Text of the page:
After his move back to Texas in 2000 coupled with persuasion from other librarians, Campbell finally decided to attend library school. Campbell went to UNT in 2002, one of three schools in Texas to offer a Master’s in Library Science.

While attending school, the dean of the department of library science at the time asked him why he wanted to be a librarian. Campbell responded by saying the primary reason was that he likes helping people find books that they like to read or use for their academic research. The dean smiled.

“[The dean] said he met so many people who say they want to be librarians because they like to read,” Campbell said. “Then he said ‘that’s the worst reason to be librarian. You’re not going to read.’”

He received his master’s degree and has served as an official librarian since 2004.

Instructional technologies librarian Lilly Ramin believes good librarians should constantly gain more knowledge in different fields and expand on other skills.

“It’s like a pop quiz,” Ramin said. “You never know what questions you’re going to be asked at the desk.”

Ramin has worked with Campbell for a few years and believes Campbell is a good librarian. Ramin describes him as “curious” and “inquisitive,” as well as being a “people person.”

While interacting with different people is part of the job, Campbell said he is an introvert, and that talking to people for many hours a day can exhaust him.

Campbell said he would usually find some time to be alone for about an hour so he can get his energy back. He often likes to read, listen to the radio and relax during this time.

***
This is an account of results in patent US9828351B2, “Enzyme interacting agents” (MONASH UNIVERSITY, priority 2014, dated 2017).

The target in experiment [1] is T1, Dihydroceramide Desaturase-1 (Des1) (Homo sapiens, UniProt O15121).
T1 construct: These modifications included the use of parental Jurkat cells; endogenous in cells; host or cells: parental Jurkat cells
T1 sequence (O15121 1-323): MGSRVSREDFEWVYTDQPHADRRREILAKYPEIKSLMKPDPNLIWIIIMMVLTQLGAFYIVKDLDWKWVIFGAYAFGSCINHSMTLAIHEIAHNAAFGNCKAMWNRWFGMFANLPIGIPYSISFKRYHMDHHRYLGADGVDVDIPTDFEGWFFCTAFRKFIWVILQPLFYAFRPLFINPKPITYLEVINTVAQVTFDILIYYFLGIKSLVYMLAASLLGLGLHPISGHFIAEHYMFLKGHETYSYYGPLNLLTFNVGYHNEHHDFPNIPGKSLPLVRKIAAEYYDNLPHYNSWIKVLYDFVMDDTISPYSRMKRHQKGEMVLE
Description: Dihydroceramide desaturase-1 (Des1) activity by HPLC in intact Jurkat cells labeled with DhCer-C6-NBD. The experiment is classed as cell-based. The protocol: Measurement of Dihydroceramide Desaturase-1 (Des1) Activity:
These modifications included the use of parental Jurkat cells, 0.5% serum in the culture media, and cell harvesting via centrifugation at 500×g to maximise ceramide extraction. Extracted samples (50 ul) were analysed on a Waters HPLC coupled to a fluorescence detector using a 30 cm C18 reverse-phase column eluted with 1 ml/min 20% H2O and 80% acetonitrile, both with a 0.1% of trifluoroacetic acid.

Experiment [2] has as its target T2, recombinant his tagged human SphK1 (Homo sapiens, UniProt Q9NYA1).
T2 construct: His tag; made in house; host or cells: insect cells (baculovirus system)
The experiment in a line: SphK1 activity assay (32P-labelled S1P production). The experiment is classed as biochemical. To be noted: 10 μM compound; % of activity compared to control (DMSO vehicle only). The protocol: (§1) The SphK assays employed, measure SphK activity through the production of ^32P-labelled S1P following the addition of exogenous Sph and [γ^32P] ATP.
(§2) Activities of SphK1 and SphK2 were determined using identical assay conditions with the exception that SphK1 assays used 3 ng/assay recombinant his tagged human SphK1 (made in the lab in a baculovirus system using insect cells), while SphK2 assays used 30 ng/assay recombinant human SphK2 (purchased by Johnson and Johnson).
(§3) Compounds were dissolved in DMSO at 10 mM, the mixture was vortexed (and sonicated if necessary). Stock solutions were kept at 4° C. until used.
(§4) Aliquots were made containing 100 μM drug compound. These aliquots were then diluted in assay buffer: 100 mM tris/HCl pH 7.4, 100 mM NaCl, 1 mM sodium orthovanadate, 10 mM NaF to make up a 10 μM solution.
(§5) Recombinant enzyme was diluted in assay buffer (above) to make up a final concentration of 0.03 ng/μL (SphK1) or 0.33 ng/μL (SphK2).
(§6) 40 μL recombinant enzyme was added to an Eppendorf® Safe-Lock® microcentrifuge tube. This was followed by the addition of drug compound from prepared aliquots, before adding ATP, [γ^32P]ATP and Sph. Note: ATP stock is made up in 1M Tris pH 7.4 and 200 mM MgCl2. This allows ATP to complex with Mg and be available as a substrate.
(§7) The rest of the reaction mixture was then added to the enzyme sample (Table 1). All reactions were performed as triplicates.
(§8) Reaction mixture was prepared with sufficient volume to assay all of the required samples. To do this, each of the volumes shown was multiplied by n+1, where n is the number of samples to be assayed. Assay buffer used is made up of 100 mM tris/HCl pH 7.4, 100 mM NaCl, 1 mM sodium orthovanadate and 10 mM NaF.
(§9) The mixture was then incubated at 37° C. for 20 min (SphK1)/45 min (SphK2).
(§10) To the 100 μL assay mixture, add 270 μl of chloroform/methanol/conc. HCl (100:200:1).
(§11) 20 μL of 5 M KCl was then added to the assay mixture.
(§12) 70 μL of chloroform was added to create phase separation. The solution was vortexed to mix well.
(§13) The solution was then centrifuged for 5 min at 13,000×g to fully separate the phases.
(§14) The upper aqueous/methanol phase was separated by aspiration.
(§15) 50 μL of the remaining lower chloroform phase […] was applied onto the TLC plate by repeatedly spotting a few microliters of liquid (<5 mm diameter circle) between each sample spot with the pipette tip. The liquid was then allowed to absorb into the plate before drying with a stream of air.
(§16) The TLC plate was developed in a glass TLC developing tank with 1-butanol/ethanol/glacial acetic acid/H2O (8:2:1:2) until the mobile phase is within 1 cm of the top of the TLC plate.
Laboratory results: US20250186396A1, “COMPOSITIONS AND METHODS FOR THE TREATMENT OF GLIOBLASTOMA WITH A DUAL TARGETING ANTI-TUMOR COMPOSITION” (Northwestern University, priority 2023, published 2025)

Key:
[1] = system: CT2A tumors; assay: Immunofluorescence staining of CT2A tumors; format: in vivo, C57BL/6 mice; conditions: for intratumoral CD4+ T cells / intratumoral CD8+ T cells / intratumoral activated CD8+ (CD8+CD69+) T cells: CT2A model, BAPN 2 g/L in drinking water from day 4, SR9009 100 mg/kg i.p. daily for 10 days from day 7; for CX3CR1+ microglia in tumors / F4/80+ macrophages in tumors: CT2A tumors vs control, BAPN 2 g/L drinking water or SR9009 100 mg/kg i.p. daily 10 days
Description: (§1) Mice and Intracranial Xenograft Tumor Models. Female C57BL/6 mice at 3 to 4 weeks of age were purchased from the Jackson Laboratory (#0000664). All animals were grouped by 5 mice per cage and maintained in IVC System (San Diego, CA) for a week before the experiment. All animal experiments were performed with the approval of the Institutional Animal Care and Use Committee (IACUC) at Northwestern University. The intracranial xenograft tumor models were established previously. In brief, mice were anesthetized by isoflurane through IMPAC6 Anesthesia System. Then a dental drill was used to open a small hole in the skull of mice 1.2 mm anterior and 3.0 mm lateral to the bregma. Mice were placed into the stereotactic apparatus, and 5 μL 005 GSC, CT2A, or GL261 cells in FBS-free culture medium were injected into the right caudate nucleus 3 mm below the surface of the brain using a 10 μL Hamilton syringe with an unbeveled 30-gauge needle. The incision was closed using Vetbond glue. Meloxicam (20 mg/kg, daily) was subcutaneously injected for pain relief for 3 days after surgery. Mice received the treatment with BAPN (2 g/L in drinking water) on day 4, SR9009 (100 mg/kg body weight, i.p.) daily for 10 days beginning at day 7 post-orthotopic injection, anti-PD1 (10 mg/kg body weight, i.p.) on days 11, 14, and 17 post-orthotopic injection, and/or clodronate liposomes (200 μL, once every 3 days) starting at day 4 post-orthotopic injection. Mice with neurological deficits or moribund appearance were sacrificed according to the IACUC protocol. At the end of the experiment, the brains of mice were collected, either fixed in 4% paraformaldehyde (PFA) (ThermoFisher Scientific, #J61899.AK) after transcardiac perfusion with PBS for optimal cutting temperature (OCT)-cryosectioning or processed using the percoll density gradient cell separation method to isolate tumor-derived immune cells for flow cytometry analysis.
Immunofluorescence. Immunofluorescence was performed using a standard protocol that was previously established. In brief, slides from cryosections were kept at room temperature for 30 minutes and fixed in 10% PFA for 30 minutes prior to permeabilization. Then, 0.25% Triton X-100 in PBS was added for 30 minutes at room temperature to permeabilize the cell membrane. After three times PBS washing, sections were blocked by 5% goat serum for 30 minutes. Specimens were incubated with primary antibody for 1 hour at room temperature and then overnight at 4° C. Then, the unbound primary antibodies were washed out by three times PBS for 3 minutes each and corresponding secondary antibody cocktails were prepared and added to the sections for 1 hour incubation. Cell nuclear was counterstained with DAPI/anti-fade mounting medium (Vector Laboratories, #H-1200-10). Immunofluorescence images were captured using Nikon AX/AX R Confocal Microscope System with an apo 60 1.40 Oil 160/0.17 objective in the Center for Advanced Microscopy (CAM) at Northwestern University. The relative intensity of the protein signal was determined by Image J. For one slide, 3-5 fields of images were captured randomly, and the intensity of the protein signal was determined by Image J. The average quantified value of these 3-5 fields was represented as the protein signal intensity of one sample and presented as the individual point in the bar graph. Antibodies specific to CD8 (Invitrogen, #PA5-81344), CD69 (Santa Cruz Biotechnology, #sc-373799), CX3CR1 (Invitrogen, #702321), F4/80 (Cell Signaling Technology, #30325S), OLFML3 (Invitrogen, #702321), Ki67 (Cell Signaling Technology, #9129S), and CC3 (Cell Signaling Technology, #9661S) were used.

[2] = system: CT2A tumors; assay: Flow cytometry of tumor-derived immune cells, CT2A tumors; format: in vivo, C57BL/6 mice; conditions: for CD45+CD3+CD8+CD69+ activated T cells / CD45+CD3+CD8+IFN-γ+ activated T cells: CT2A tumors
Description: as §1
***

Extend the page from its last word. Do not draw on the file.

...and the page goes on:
Continuing the help

When he arrives at the residence halls, Campbell said he usually sets up a desk along with a big sign that features his face. He keeps his iPad out, ready to help any students who come up to him.

On Tuesdays, he goes to Kerr from 4 to 6 p.m., on Wednesdays he is in Clark Hall from 11 a.m. to 1 p.m. and he makes his last trip of the week to Bruce Hall from 11 a.m. to 1 p.m on Thursday.

He said he’ll usually get at least one reference question during each period.

Being a librarian is something Campbell wants to keep doing until he retires. He said the type of people he meets is something that makes him want to keep going.

“I’m surrounded by smart people all of the time,” he said. “Everyone here wants to learn and they’re learning something everyday.”

Building relationships with students is also an added bonus for Campbell.

Contreras said he has developed a friendship with Campbell ,and the two will sometimes grab coffee together.

Perhaps it’s his appearance, his disposition, his relationship with students or his reputation as a mobile librarian that makes Campbell different from the other librarians. But Contreras has a different theory.

“I actually think it’s the beard.”

Feature photo: Research and instructional services librarian Doug Campbell offers on location help at Clark, Bruce and Kerr Hall for students that have any questions throughout the week. Photo by Kelsey Littlefield / Staff Photographer